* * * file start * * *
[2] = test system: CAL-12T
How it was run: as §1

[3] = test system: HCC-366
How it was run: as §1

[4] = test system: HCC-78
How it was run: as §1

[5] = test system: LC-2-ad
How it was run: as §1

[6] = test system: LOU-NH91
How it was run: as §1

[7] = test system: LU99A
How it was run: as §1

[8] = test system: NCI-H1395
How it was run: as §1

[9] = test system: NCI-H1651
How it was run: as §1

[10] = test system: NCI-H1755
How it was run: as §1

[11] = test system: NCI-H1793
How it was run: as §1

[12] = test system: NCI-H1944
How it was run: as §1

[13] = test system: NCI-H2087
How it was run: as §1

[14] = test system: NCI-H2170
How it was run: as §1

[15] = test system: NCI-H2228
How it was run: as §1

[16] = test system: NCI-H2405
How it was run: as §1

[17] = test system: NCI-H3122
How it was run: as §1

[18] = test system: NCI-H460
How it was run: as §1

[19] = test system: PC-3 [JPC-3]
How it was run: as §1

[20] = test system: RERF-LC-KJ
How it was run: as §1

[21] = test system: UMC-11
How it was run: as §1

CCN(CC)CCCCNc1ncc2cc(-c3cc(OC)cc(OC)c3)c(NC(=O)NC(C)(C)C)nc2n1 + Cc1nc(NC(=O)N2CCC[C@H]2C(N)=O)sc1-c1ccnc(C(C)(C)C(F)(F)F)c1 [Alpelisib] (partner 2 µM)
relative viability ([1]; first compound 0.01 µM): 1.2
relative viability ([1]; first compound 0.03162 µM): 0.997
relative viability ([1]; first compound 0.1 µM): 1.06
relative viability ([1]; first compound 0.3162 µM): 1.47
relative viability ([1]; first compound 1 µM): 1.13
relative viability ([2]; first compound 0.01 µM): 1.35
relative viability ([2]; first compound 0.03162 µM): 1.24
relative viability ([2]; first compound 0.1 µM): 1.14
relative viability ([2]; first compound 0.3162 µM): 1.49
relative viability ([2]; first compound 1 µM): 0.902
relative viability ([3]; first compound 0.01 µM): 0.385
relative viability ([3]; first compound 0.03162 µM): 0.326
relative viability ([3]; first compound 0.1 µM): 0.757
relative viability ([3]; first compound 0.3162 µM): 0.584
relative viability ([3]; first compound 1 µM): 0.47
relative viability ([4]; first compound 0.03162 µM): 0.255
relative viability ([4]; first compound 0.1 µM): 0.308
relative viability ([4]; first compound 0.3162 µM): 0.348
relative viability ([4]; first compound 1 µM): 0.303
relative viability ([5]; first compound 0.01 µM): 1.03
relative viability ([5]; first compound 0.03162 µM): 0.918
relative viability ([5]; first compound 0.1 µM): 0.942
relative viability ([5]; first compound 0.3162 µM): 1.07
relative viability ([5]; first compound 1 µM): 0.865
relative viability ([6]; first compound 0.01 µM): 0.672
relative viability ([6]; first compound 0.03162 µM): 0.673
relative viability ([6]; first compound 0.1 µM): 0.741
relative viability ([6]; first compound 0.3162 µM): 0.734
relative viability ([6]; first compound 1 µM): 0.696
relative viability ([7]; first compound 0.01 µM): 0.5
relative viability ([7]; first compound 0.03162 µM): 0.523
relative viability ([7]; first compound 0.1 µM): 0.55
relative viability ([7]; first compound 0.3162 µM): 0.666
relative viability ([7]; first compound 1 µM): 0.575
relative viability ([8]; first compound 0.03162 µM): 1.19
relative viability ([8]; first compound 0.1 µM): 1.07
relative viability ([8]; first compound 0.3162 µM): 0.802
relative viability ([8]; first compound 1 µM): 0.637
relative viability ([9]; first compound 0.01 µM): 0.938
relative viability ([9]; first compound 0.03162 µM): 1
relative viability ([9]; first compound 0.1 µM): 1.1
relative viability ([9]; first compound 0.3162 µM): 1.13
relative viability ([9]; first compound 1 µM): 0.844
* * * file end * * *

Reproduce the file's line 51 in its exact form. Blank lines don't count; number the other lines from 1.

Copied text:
relative viability ([2]; first compound 1 µM): 0.902